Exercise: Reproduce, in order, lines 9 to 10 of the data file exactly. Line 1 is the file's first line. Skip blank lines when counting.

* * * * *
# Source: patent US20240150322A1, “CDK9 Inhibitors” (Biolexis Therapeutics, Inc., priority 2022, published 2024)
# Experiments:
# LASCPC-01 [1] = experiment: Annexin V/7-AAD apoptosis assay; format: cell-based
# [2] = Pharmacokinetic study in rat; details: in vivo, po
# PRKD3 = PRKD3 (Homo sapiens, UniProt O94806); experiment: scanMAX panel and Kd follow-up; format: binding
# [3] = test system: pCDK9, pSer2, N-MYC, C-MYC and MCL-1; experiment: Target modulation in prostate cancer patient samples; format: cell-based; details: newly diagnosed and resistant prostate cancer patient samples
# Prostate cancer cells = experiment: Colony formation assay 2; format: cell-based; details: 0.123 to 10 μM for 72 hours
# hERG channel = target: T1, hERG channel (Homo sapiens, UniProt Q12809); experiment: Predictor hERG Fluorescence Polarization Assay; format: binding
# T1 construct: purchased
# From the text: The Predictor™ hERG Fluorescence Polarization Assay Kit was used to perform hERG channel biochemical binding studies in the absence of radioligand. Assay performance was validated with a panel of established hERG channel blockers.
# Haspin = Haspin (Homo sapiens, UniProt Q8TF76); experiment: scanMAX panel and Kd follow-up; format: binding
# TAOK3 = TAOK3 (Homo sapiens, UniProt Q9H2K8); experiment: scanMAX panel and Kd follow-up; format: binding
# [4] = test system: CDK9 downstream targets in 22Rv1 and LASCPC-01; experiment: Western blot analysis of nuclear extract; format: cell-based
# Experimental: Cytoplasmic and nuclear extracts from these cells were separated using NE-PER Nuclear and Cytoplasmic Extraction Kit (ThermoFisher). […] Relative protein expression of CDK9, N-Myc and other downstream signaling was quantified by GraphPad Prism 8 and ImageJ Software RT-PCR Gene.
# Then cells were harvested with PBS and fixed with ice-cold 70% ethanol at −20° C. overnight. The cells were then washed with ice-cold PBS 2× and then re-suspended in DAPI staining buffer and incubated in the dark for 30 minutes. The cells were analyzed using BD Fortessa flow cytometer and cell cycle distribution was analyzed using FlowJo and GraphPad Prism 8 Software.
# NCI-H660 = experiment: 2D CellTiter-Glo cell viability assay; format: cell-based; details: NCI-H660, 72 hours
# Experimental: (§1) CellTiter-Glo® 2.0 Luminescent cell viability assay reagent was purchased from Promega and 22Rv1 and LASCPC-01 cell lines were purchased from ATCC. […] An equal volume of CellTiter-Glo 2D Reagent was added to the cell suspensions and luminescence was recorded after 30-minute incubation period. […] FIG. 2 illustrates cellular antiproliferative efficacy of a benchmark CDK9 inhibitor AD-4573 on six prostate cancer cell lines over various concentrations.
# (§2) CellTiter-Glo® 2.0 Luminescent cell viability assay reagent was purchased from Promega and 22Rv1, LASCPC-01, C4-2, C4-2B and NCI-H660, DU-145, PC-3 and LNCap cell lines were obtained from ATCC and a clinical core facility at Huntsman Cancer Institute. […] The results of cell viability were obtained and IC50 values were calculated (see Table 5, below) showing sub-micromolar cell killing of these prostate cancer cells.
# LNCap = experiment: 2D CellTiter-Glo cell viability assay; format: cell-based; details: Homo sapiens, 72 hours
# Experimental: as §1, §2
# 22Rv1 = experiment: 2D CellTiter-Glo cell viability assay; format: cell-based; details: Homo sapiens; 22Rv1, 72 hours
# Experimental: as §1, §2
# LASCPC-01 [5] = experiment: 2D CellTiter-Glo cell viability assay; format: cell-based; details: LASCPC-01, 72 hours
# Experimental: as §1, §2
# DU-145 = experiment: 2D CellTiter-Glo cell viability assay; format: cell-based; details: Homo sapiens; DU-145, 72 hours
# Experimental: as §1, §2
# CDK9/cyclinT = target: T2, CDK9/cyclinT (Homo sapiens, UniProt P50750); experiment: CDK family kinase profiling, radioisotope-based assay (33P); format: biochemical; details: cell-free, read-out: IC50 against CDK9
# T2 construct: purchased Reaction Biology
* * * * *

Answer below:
# T1 construct: purchased
# From the text: The Predictor™ hERG Fluorescence Polarization Assay Kit was used to perform hERG channel biochemical binding studies in the absence of radioligand. Assay performance was validated with a panel of established hERG channel blockers.